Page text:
Students should have background in the structure and function of plants, including the parts of the cell. In this lesson students will use the microscope to identify parts of the cell.
- Identify the parts of a cell;
- Accurately use a microscope to magnify items; and,
- Collect findings and share in a lab report.
At a Glance
Lesson Duration: One 50-minute class period
Materials and Resources
- Laptops, 2-in-1s, or tablets
- Intel Education Lab Camera with magnifier
- Productivity applications (such as Microsoft* Office or Google* Apps for Education)
Choose from one of the following slide items or use what is readily available:
- Leaf (note: create a sample by painting a clear coat of nail polish on the back of a leaf)
- Slides, or solid colored surface for samples
- Prepared slides of cells can be used if you have access to them
- How Stuff Works: How Light Microscopes Work
- History of the Microscope
- Pinterest: Super Magnified Things
- Smart Science Pro: Structure of Animal Cell and Plant Cell Under Microscope
- Biology 4 Kids: Cells are the Starting Point
Students will engage in scientific inquiry throughout this lesson. Students will develop a question to investigate and collect observational data using a microscope. They will record accurate findings to support their learning based on evidence from their recorded observations.
Technology can help students collect data and provide the tools needed to record accurate observations. By using the Lab Camera, students will see how easily they can take pictures and measurements of their magnified objects and share their images with others.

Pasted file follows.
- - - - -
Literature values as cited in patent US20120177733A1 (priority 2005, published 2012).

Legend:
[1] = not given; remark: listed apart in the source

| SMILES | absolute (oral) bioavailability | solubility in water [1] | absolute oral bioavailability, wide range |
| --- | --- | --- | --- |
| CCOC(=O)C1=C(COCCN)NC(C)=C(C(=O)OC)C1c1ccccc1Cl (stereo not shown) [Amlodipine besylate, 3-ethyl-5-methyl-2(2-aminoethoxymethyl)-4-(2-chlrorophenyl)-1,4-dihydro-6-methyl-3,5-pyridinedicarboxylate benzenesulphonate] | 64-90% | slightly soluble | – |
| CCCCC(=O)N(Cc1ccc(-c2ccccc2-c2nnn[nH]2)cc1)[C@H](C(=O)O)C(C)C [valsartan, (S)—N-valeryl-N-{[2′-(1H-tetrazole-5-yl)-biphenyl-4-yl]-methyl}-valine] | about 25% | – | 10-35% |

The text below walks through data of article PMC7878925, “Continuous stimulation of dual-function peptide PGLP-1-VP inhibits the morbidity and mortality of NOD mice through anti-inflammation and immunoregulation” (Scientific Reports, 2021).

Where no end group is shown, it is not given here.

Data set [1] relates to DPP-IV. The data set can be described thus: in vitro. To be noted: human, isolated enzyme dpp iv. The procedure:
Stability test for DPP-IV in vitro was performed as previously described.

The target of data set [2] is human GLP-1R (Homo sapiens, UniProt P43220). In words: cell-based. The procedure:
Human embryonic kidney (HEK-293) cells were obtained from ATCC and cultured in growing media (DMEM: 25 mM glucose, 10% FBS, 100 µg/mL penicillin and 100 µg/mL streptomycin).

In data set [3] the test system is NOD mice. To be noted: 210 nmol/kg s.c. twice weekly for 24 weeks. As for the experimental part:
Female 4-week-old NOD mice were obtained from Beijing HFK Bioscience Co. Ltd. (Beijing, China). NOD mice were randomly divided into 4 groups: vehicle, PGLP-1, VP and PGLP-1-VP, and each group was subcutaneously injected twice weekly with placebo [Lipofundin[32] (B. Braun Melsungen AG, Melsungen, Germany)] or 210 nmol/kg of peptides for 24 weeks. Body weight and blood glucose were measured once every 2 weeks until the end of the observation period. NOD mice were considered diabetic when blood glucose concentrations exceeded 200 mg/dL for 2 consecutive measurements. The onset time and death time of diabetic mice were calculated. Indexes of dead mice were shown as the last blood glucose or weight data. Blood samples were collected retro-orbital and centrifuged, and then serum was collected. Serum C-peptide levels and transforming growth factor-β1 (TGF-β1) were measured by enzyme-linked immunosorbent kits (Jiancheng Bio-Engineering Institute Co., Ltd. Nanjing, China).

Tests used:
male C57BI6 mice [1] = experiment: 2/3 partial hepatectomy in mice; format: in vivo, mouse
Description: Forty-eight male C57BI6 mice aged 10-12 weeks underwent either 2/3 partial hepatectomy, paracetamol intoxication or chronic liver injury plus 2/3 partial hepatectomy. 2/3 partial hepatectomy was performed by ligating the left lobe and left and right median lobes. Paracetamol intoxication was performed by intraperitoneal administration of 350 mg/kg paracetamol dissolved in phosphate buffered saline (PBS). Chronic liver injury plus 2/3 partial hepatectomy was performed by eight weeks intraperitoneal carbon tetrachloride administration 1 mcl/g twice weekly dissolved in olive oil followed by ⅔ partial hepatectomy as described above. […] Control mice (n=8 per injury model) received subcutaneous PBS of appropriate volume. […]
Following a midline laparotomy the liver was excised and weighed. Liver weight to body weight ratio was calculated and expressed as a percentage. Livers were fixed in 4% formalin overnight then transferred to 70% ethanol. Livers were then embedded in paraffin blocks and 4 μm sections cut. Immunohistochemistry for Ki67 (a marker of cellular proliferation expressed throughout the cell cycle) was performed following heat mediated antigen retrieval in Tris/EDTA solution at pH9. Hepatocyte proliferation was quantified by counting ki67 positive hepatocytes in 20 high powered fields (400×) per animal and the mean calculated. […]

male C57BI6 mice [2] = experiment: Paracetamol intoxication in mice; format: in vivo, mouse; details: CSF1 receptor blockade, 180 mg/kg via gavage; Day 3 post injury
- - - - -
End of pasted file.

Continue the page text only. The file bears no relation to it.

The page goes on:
Share an image of a magnified object (such as an available classroom item) with students. Ask them to make a hypothesis about the identity of the object. Ask them to share their hypothesis. Share with students the actual object they were looking at. Ask students how does magnification of items changes what they see. Ask students what they remember about working with and using traditional microscopes. Review with students the parts of the Lab Camera and how it functions to zoom, take a picture, etc.
Allow students to explore the functions and features of the Lab Camera before getting stated with their cell exploration. Ask students if they think they will be able to see the parts of a cell. How will they know what they are looking at?
Each lab team will gather samples to create slides. Students will prepare a thin sample of each item. Students will open the Lab Camera on their device and navigate to the microscope exploration. Students will zoom to adjust the powers of magnification until they can get a clear look at their sample.
As students work, have them make observations and add them to their science journal. Encourage students to use the camera on the Lab Camera microscope to document the sample they are viewing by taking pictures and using the tools within the microscope to document measurements and highlight other features of their magnified sample. Students need to repeat exploration for all three samples.
Discuss with students, “Can you see the same things with your eyes as you can with the microscope? Do the three samples have the same cell structure?” Students will note observational findings and pictures in their science journal and can import saved images from the Lab Camera into their notes.
Students can examine the difference between plant and animal cells.
Using ArtRage students will create a representation of a plant or animal cell with all parts clearly labeled.
The teacher will observe students’ proper use of scientific materials and equipment. Students will record their work in a science journal, and the teacher will review for any misconceptions or questions.
This lesson was creating by Julia Fischer, Professional Development Strategist for Clarity Innovations, Inc. in Portland, Oregon.
In this lesson students will use the Lab Camera to identify parts of the cell.